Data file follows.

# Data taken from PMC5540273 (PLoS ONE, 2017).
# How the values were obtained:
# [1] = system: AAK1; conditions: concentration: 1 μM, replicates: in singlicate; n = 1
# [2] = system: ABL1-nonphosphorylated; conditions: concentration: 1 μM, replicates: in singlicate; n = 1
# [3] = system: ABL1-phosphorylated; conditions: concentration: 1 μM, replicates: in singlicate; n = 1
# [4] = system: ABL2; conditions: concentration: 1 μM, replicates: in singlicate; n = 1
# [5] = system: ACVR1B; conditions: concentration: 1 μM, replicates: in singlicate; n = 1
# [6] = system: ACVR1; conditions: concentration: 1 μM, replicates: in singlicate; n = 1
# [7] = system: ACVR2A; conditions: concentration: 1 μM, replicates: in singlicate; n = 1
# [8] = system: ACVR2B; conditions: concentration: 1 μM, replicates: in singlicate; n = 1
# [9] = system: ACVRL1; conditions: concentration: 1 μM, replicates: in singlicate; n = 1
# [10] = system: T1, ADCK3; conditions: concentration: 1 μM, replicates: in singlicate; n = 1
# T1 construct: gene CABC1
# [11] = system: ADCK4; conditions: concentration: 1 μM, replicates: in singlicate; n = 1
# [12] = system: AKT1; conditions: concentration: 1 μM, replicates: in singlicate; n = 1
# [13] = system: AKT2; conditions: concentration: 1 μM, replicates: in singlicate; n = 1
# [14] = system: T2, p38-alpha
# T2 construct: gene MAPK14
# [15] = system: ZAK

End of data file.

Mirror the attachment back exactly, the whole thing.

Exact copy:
# Data taken from PMC5540273 (PLoS ONE, 2017).
# How the values were obtained:
# [1] = system: AAK1; conditions: concentration: 1 μM, replicates: in singlicate; n = 1
# [2] = system: ABL1-nonphosphorylated; conditions: concentration: 1 μM, replicates: in singlicate; n = 1
# [3] = system: ABL1-phosphorylated; conditions: concentration: 1 μM, replicates: in singlicate; n = 1
# [4] = system: ABL2; conditions: concentration: 1 μM, replicates: in singlicate; n = 1
# [5] = system: ACVR1B; conditions: concentration: 1 μM, replicates: in singlicate; n = 1
# [6] = system: ACVR1; conditions: concentration: 1 μM, replicates: in singlicate; n = 1
# [7] = system: ACVR2A; conditions: concentration: 1 μM, replicates: in singlicate; n = 1
# [8] = system: ACVR2B; conditions: concentration: 1 μM, replicates: in singlicate; n = 1
# [9] = system: ACVRL1; conditions: concentration: 1 μM, replicates: in singlicate; n = 1
# [10] = system: T1, ADCK3; conditions: concentration: 1 μM, replicates: in singlicate; n = 1
# T1 construct: gene CABC1
# [11] = system: ADCK4; conditions: concentration: 1 μM, replicates: in singlicate; n = 1
# [12] = system: AKT1; conditions: concentration: 1 μM, replicates: in singlicate; n = 1
# [13] = system: AKT2; conditions: concentration: 1 μM, replicates: in singlicate; n = 1
# [14] = system: T2, p38-alpha
# T2 construct: gene MAPK14
# [15] = system: ZAK